Spam email is all that annoying junk that falls into your inbox every day. In this VideoJug film we tell you all you need to know about spam blockers and give you tips on sensible email use. Learn with VideoJug how to free up your email account from the endless wave of spam.
Step 1: Spam filtering software
If you run an email program like Microsoft Outlook on your computer, it is possible to get free software to protect your inbox from spam. Filters such as Expurgate (www.spamfence.net) or K9 (www.keir.nr/k9.html) use complex formulae to separate genuine emails from the spam. If a spam email does slip through, or a genuine email gets filtered incorrectly, you can train your software to be more accurate by correcting its mistakes. Most web based email will have a spam filter built in.
Step 2: Increase filtering levels
Make sure you have set your filter levels to be as strict as possible, only letting emails from your contacts list through to your inbox. You can save the email addresses of any mailing lists or emails wrongly detected as spam to your contacts, eventually building up a comprehensive safe list of addresses to receive email from.
Step 3: Use multiple email addresses
Create a free web based email address to use whenever you buy or fill in a form online. A lot of the spam email you receive comes from your email address being sold on from one company to another, so by keeping your personal email address off these lists, you can keep your inbox safer.
Step 4: Avoid chain emails
Popular jokes and links are often forwarded around the internet through email, picking up a huge chain of addresses as they go. Eventually, some of these chains can fall
into the hands of spammers. If you must forward something to a group of people, send via the bcc option, as this hides the list of email addresses the message has been sent to from everyone on the receiving end.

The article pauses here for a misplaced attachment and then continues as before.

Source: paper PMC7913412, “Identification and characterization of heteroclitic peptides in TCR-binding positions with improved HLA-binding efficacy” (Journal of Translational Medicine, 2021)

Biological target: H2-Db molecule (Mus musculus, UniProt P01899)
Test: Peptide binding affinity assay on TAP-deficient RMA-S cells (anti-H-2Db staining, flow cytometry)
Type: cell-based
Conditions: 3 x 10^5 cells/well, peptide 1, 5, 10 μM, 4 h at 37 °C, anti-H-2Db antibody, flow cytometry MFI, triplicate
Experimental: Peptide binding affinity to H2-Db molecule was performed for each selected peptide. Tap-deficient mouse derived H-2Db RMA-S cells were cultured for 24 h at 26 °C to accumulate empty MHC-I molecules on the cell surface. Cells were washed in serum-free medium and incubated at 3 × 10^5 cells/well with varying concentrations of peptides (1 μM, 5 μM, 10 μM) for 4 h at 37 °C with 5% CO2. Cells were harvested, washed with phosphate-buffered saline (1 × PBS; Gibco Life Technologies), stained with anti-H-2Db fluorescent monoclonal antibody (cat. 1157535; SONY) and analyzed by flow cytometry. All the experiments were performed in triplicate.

Step 5: Unsubscribing from mailing lists
Your address will often be added to mailing lists, usually by yourself when buying online. If the mailing list is genuine, it will have an unsubscribe link somewhere in the email, where you can click to remove your address from the list. Be aware though, that some spam is designed to look like a genuine mailing list, and clicking on the unsubscribe link simply confirms to the spammer that your address is active, resulting in a bombardment of spam emails.
Step 6: Reporting spam emails
If you receive spam email purporting to be from your bank or a big company like eBay, asking for account details or your password, you should report it to them immediately. Companies like this, as well as specialists such as www.spamcop.net, are keen to track and shut down the spammers, helping to reduce the amount of spam that makes it to your inbox.
Step 7: Avoid viruses
An infected computer can open you up to a flood of spam, so never open any email attachments you were not expecting, and make sure you have up to date anti-virus software.
Step 8: Limit your domain email addresses
If you have your own website, and have multiple email addresses feeding into your inbox, such as email@example.com and firstname.lastname@example.org, try reducing your email address total. By either deleting some addresses, or replacing all the addresses with forms for sales or admin queries, you are reducing the chances of an address you own getting on to a spammer's email list.